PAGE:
Akem Manah – The Testament Of Sealant Mound   Leave a comment

Akem Manah is the Avestan language name of Zoroastrianism’s demon of the “evil mind” or “evil purpose” or “evil thinking” or “evil intention”. “Manah” denotes a state of mind, and “akem manah” may thus be more accurately described as the state of mind (or being) that prevents an individual from accomplishing his moral duties. Its also the name of this band from Belgium and don’t get this band confused with the other Akem Manah who come from Portland, U.S.A. I don’t much about this band at all except they are fairly new as they have only been in existence for about three years. From what I have read and I can’t confirm this at all but the band went straight to recording this album without any prior demos or experience in the studio, how true this is I do not know but if it is indeed factual, it would explain a lot. This album has horrible production, the worst I have heard all year and I will get this negative stuff out of the way now. The sound is thin and weak, the drums sound more like someone hitting pots and pans and the guitars sound like they haven’t been mixed at all and there is nothing wrong with having a live sound but this sounds like they are plugged directly into mixing desk. I read the band decided to mix & produced this themselves and this decision might come back to haunt them in the years to come. But now the good news…

This band produce some quality horror-themed Doom Metal here, nothing wrong with their songwriting talents at all. The horror themes used here are not your usual cheesy zombie or chainsaw massacre type stuff, they are gripping tales of depressing horror most likely inspired by HP Lovecraft and Poe, nothing original there but this is done with an element of class on this album with the interesting title of “The Testament of Sealant Mound”. The band plays a blend of Death/Gothic Doom and Funeral Doom but this album is very diverse with a lot of different elements interweaving within the songs. Vocalist is from the band Voidwork and he has a great voice for doom as he does a good job of setting up the atmosphere for each track. The other musicians are also very capable of a finely crafted doom-riff but like I previously mentioned its destroyed by the weak production. Songs like “Dead For Days” reminds me of a darker, more solemn version of My Dying Bride while at the other end of the spectrum you have a more Prog-funeral doom thing happening in “Pandora”. This track is a major highlight with both lead and bass work coming to the forefront of the music. “Sacrilegious Ceremonies” has an Oriental ring to it and “Dark Millennium” has some killer moments but its effect is limited again by the weak production which ruins what could have been a great track.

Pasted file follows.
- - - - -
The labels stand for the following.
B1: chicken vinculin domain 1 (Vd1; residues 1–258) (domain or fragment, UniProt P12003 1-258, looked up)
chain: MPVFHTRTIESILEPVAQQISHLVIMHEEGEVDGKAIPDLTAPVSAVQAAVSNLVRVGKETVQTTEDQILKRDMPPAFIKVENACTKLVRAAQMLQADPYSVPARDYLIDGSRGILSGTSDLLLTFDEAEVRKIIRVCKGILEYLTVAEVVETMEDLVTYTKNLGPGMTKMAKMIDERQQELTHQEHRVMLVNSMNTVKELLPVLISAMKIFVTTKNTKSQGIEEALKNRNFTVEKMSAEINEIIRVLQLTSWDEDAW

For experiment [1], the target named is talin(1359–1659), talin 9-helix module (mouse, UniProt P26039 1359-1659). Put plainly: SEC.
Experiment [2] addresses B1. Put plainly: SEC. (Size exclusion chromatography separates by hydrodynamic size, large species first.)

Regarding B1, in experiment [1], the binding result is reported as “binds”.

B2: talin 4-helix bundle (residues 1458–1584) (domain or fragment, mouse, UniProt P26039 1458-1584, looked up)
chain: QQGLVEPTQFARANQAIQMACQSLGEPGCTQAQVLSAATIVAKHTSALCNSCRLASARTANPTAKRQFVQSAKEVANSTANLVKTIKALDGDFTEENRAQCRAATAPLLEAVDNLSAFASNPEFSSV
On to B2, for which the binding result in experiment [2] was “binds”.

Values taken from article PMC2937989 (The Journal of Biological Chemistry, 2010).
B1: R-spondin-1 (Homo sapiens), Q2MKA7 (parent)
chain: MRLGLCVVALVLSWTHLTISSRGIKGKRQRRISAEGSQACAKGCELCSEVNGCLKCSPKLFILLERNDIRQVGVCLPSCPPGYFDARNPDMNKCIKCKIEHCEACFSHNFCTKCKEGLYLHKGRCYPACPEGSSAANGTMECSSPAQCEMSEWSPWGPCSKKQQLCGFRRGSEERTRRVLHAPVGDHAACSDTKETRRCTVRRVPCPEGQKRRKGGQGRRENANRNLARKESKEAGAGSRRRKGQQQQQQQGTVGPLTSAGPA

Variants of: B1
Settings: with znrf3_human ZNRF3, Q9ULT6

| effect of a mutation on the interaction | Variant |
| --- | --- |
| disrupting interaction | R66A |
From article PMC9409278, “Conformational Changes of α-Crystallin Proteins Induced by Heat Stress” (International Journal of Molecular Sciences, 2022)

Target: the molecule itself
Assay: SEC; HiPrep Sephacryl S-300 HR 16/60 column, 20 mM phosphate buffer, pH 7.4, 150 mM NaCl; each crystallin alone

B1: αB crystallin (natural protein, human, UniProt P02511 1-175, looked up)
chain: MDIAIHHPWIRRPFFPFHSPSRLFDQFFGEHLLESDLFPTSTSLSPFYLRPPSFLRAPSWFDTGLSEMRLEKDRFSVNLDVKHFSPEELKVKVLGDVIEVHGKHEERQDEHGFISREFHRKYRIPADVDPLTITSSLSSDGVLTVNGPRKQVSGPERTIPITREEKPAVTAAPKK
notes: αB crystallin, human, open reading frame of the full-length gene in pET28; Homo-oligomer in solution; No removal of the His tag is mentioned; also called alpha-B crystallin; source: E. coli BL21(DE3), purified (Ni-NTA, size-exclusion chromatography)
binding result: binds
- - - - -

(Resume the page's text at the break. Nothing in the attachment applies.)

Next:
Song-wise, this is a very good album and it has a wide varied approach that fans from everyone from Opeth to Ahab to My Dying Bride should appreciate. There is not such thing on the album as monotonous, plodding Doom Metal, its all varied and at times exciting. I hate to come back to the production woes yet again but its quite frankly destroyed what could have been one of the albums of the year, maybe if your were a Norwegian Black Metal band you could get away with production like this but for Doom Metal, it falls way below average and its a real shame. This album needs to be re-recorded to realize its full potential, I will try and ignore the production as much as possible and continue to enjoy the positive elements this album has to offer but its hard to rank this album that high the way it is……6/10
Akem Manah Myspace
Official Site


Posted October 15, 2010 by doommantia in Akem Manah

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